George Berkeley notoriously claimed that his immaterialist metaphysics was not only consistent with common sense but that it was also integral to its defense. Roberts argues that understanding the basic connection between Berkeley's philosophy and common sense requires that we develop a better understanding of the four principle components of Berkeley's positive metaphysics: The nature of being, the divine language thesis, the active/passive distinction, and the nature of spirits. Roberts begins by focusing on Berkeley's view of the nature of being. (...) He elucidates Berkeley's view on Locke and the Cartesians and by examining Berkeley's views about related concepts such as unity and simplicity. From there he moves on to Berkeley's philosophy of language arguing that scrutiny of the famous "Introduction" to the Principles of Human Knowledge reveals that Berkeley identified the ideational theory of meaning and understanding as the root cause of some of the worst of man's intellectual errors, not "abstract ideas." Abstract ideas are, rather, the most debilitating symptom of this underlying ailment. In place of the ideational theory, Berkeley defends a rudimentary "use theory" of meaning. This understanding of Berkeley's approach to semantics is then applied to the divine language thesis and is shown to have important consequences for Berkeley's pragmatic approach to the ontology of natural objects and for his approach to our knowledge of, and relation to other minds, including God's. Turning next to Berkeley's much aligned account of spirits, the author defends the coherence of Berkeley's view of spirits by way of providing an interpretation of the active/passive distinction as marking a normative distinction and by focusing on the role that divine language plays in letting Berkeley identify the soul with the will. With these four principles of Berkeley's philosophy in hand, he then returns to the topic of common sense and offers a defense of Berkeley's philosophy as built upon and expressive of the deepest metaphysical commitments of mainstream Christianity. Roberts' reappraisal of this important figure should appeal to all historians of philosophy as well as scholars in metaphysics and philosophy of language. (shrink)
This paper examines John Scottus Eriugena's account of material bodies. Some scholars have argued that Eriugena's account prefigures Berkeleyan idealism. The interpretation offered in the paper rejects the Berkeleyan interpretation on the grounds that Eriugena, unlike Berkeley, did not propose a thoroughly immaterialist view of reality.
: This paper examines how Jonathan Edwards (1703-1758) shifted from a broadly Newtonian conception of divine, absolute space to a more Berkeleian or Leibnizian theory of merely relative, ideal space. Setting Edwards' views within a context of contemporary European thought, it elucidates his early position, as expressed in the opening portion of his essay 'Of Being' (c. 1721), and then proceeds to chart the development of his more mature views, showing in particular how the development of his immaterialism during (...) the early 1720s drove him to change his mind on the issue of space and its relationship with God. (shrink)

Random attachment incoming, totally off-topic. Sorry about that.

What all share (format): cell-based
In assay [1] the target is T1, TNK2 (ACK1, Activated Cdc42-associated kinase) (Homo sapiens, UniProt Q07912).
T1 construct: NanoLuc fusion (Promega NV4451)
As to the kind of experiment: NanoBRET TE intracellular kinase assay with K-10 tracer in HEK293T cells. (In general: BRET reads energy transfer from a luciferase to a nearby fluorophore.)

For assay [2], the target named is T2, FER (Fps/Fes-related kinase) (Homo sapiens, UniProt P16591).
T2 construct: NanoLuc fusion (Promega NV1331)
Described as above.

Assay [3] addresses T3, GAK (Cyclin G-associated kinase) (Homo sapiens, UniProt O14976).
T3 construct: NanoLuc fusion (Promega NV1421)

Scotus is notorious for occasionally making statements that, on their face at least, smack of voluntarism, but there has been a lively debate about whether Scotus is really a voluntarist after all. Now the debate is not over whether Scotus lays great emphasis on the role of the divine will with respect to the moral law. No one could sensibly deny that he does, and if such an emphasis constitutes voluntarism, then no one could sensibly deny that Scotus is a (...) voluntarist. As I am using the word, however, voluntarism is the view that (i) the goodness of almost all things, as well as the rightness of almost all acts, depends wholly on the divine will and (ii) what God wills with respect to those things and those acts is not in turn to be explained by reference to the divine intellect, human nature, or anything else. This is the view that Scotus’s critics decry and his defenders disclaim. Thus, his critics have seized on these passages and accused Scotus of believing that the moral law depends simply on “the arbitrary will of God.” His most sympathetic interpreters, however, have devoted great ingenuity to showing that Scotus did not mean anything unpalatable by these statements.1 What the critics and defenders apparently have in common is the view that voluntarism is an implausible and even discreditable doctrine. Interpreters who read Scotus as a voluntarist intend thereby to damn his moral views; interpreters sympathetic to his moral views feel compelled to mitigate his voluntarism. I wish to argue for a different approach. I agree with his defenders that Scotus’s moral philosophy ought to be taken seriously. But I think the best way to take any philosopher’s view seriously is to let him speak for himself, not to decide in advance that he must not have held a view that we find implausible. Let me suggest an analogy that will make my position clearer. Very nearly everyone finds immaterialism implausible. (shrink)
Many Christians assume that there are only two possibilities for what a human person is: either Animalism (the view that we are fundamentally animals) or Immaterialism (the view that we are fundamentally immaterial souls). I set out a third possibility: the Constitution View (the view that we are material beings, constituted by bodies but not identical to the bodies that now constitute us.) After setting out and briefly defending the Constitution View, I apply it to the doctrine of resurrection. (...) I conclude by giving reasons for Christians to prefer the Constitution View of human persons to both Animalism and Immaterialism. (shrink)